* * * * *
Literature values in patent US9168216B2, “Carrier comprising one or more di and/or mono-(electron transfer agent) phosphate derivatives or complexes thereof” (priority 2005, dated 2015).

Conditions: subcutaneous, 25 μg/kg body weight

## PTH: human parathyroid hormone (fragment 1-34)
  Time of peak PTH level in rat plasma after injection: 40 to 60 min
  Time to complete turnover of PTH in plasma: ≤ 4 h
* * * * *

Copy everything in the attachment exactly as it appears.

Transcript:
Literature values in patent US9168216B2, “Carrier comprising one or more di and/or mono-(electron transfer agent) phosphate derivatives or complexes thereof” (priority 2005, dated 2015).

Conditions: subcutaneous, 25 μg/kg body weight

## PTH: human parathyroid hormone (fragment 1-34)
  Time of peak PTH level in rat plasma after injection: 40 to 60 min
  Time to complete turnover of PTH in plasma: ≤ 4 h